- The Schau
- The Caumus
The pastoral god Sorizan safeguards the herds in autumn, fall, and winter and is thanked at the winter festival. Goshidai does so until the Pul festival and is thanked at the Chilam Joshi festival in spring.
The Chilam Joshi
The Chilam Joshi festival begins in the mid of May and is celebrated for ten days to enjoy the arrival of spring. The Kalash believe that the god Chilam Joshi came down from the heavens to visit them and blesses their herds. Men dress up in traditional black robes, and women wear colorful dresses. There is a lot of traditional dancing and singing, and the celebrations culminate with a grand parade through the villages.
The Schau festival is celebrated in late summer or early fall. It is a time of harvest and thanksgiving and celebrates the goddess Uchau who assists farmers with their crops. The festival includes processions through the villages, music performances, and horse races.
The Kalash people of Pakistan celebrate the Caumus or Chawmos festival for two weeks at the winter solstice. This festival marks the end of the year’s fieldwork and harvest and is dedicated to the god Balmain. There is much music and dancing during the festival, and goats are killed for food. It is believed that Balmain visits from the mythical homeland of the Kalash, Tsyam (Tsiyam, tsam), during the festival.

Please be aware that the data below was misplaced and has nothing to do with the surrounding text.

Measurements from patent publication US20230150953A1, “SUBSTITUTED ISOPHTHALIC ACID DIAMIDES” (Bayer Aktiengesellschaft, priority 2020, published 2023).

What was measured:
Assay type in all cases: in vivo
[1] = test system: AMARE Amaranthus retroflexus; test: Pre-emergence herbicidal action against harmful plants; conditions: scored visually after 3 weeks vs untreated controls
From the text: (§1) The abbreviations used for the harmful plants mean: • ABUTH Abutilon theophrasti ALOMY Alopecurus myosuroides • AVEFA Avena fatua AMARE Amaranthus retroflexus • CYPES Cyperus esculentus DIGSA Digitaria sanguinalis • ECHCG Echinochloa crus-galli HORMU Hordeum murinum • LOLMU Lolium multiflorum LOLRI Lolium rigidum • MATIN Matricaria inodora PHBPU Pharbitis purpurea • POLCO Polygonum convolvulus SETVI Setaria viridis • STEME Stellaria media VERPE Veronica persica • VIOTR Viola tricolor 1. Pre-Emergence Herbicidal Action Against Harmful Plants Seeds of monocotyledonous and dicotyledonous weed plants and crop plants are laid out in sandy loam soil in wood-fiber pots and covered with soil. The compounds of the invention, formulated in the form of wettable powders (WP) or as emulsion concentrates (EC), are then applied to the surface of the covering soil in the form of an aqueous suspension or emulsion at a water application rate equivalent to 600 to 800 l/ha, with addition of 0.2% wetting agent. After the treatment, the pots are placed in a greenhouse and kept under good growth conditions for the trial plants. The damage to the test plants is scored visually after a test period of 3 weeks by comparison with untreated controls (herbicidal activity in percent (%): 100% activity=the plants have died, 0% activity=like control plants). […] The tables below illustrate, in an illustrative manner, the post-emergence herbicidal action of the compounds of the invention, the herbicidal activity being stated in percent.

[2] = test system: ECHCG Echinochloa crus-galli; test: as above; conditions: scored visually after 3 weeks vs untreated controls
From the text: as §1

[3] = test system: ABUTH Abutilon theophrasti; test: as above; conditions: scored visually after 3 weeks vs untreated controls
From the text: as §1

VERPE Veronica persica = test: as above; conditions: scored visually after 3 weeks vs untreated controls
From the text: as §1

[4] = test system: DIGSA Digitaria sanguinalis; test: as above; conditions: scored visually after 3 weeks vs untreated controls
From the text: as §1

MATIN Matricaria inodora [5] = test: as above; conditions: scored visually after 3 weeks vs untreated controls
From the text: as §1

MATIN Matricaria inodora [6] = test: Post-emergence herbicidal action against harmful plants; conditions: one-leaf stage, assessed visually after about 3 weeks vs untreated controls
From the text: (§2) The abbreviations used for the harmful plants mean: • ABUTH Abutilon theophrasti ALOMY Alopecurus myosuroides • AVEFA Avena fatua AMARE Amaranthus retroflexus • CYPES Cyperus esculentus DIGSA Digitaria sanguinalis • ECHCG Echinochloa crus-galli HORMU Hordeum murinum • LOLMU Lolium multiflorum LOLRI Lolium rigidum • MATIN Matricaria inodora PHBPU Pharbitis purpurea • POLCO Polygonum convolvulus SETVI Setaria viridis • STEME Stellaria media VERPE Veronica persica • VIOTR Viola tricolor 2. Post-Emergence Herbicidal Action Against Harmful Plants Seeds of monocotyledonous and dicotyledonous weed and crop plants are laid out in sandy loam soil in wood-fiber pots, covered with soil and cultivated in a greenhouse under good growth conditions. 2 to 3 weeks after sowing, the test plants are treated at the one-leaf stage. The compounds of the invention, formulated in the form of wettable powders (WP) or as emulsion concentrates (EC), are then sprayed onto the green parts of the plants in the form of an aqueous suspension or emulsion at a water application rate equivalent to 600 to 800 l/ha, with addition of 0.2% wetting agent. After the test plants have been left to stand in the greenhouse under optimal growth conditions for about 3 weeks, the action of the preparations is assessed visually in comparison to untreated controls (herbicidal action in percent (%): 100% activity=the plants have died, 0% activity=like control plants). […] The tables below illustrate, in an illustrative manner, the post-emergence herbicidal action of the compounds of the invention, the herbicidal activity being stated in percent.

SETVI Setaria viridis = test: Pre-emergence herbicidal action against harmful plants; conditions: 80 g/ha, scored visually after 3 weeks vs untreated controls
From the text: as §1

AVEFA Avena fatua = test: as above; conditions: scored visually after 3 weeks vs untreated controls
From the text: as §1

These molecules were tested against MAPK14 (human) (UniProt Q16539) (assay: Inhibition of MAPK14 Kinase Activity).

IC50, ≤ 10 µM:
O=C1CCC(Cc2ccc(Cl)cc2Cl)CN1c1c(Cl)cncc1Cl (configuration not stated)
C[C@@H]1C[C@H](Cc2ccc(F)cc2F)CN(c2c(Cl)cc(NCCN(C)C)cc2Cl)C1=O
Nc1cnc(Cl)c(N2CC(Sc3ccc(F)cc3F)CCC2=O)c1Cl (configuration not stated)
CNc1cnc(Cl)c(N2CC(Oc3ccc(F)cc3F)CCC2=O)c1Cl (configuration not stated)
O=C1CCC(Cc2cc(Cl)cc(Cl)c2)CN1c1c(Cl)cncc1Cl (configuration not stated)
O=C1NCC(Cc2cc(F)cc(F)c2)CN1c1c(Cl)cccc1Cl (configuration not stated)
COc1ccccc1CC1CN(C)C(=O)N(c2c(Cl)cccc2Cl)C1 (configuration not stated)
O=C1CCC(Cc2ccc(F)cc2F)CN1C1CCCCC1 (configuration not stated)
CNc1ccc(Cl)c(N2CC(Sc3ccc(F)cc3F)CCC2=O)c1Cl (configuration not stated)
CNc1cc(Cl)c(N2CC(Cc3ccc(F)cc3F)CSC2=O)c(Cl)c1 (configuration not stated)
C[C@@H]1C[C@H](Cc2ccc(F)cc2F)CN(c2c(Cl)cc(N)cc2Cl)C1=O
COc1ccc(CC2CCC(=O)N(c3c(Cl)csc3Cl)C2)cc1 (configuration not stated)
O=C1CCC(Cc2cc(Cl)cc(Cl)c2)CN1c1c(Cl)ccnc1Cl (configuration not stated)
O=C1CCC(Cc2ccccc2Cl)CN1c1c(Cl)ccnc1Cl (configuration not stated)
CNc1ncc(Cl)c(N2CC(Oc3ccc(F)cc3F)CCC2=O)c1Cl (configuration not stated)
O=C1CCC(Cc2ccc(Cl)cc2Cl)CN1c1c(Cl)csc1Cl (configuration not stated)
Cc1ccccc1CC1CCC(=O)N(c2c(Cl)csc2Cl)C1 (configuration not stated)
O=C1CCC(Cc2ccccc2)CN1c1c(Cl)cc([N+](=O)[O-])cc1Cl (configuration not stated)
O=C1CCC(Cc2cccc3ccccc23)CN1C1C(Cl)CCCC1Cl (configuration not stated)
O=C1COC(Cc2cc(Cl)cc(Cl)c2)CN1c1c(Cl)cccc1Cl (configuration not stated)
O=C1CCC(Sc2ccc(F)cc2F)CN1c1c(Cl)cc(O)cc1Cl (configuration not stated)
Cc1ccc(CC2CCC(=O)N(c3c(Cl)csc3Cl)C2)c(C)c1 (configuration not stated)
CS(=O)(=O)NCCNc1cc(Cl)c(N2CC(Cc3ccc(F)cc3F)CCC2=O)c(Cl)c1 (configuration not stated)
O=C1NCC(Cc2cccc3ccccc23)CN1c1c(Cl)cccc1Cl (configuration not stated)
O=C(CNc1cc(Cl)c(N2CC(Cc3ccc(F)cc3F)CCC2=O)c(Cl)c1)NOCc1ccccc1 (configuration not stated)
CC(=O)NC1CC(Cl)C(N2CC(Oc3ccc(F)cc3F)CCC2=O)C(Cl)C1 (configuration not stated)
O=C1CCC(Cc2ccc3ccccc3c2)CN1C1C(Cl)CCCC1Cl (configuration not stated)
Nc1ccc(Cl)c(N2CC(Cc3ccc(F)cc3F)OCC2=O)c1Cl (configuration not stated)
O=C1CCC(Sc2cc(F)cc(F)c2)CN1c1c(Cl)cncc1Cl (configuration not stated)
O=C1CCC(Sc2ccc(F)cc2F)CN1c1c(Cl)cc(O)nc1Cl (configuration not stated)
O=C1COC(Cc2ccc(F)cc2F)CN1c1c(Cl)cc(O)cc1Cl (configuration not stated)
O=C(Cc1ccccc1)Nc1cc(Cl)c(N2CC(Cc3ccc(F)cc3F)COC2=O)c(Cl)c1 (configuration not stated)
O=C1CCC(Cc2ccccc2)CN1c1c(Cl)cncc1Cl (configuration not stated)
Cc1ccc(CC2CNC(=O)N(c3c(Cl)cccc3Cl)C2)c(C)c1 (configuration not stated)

The main Chaumos ritual occurs at a Tok tree, Indra’s place, or indrunkot. This sacred spot is sometimes believed to be the property of Balumain’s brother, In(dr), who is the lord of cattle. The men are divided into two groups: those who sing the well-honored songs of the past and those who sing feral, passionate, and obscene songs with an altogether different rhythm. A ‘sex change accompanies it’: men dress as women, women as men.
During the winter, the Kalash people play an inter-village tournament of Chikik Gal (ball game). In this game, villages challenge each other to hit a gal up and down the Valley in heavy snow.
The Kalasha traditional music repertoire consists mainly of flute instruments, singing, poetry, clapping, and the rhythmic playing of drums. The Kalasha people of Pakistan play music using a variety of instruments, including the wac and dau.
The wac is a small hourglass-shaped drum made from chizhin, kuherik, or az’a’i wood.
The dau is played with a giant drum called a du, which provides a deeper sound. The two drums are used together in Kalasha dances.
Religion & Deities